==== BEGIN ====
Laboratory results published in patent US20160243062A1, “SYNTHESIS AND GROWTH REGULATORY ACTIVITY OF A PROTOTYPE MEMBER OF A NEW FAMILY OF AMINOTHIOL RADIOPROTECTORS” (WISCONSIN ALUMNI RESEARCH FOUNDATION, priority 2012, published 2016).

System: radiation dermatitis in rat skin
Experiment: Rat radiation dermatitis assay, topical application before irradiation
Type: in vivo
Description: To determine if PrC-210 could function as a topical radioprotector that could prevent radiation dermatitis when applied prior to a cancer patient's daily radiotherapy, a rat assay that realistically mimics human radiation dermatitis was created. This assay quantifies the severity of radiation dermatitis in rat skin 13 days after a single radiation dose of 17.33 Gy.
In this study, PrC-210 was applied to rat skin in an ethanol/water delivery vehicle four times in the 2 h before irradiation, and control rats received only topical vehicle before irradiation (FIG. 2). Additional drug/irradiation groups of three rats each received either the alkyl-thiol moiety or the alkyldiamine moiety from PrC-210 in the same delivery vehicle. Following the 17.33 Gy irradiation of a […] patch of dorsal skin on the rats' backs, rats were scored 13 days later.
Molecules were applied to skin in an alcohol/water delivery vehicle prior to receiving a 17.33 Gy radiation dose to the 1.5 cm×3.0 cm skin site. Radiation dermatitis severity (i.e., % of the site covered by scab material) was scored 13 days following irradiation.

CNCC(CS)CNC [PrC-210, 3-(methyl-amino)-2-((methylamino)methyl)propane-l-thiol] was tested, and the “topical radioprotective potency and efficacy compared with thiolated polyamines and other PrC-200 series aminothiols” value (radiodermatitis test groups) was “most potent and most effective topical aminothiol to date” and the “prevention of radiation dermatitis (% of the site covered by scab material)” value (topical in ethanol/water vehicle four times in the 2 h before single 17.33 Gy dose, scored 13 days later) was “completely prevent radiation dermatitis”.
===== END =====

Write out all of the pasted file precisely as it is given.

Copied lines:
Laboratory results published in patent US20160243062A1, “SYNTHESIS AND GROWTH REGULATORY ACTIVITY OF A PROTOTYPE MEMBER OF A NEW FAMILY OF AMINOTHIOL RADIOPROTECTORS” (WISCONSIN ALUMNI RESEARCH FOUNDATION, priority 2012, published 2016).

System: radiation dermatitis in rat skin
Experiment: Rat radiation dermatitis assay, topical application before irradiation
Type: in vivo
Description: To determine if PrC-210 could function as a topical radioprotector that could prevent radiation dermatitis when applied prior to a cancer patient's daily radiotherapy, a rat assay that realistically mimics human radiation dermatitis was created. This assay quantifies the severity of radiation dermatitis in rat skin 13 days after a single radiation dose of 17.33 Gy.
In this study, PrC-210 was applied to rat skin in an ethanol/water delivery vehicle four times in the 2 h before irradiation, and control rats received only topical vehicle before irradiation (FIG. 2). Additional drug/irradiation groups of three rats each received either the alkyl-thiol moiety or the alkyldiamine moiety from PrC-210 in the same delivery vehicle. Following the 17.33 Gy irradiation of a […] patch of dorsal skin on the rats' backs, rats were scored 13 days later.
Molecules were applied to skin in an alcohol/water delivery vehicle prior to receiving a 17.33 Gy radiation dose to the 1.5 cm×3.0 cm skin site. Radiation dermatitis severity (i.e., % of the site covered by scab material) was scored 13 days following irradiation.

CNCC(CS)CNC [PrC-210, 3-(methyl-amino)-2-((methylamino)methyl)propane-l-thiol] was tested, and the “topical radioprotective potency and efficacy compared with thiolated polyamines and other PrC-200 series aminothiols” value (radiodermatitis test groups) was “most potent and most effective topical aminothiol to date” and the “prevention of radiation dermatitis (% of the site covered by scab material)” value (topical in ethanol/water vehicle four times in the 2 h before single 17.33 Gy dose, scored 13 days later) was “completely prevent radiation dermatitis”.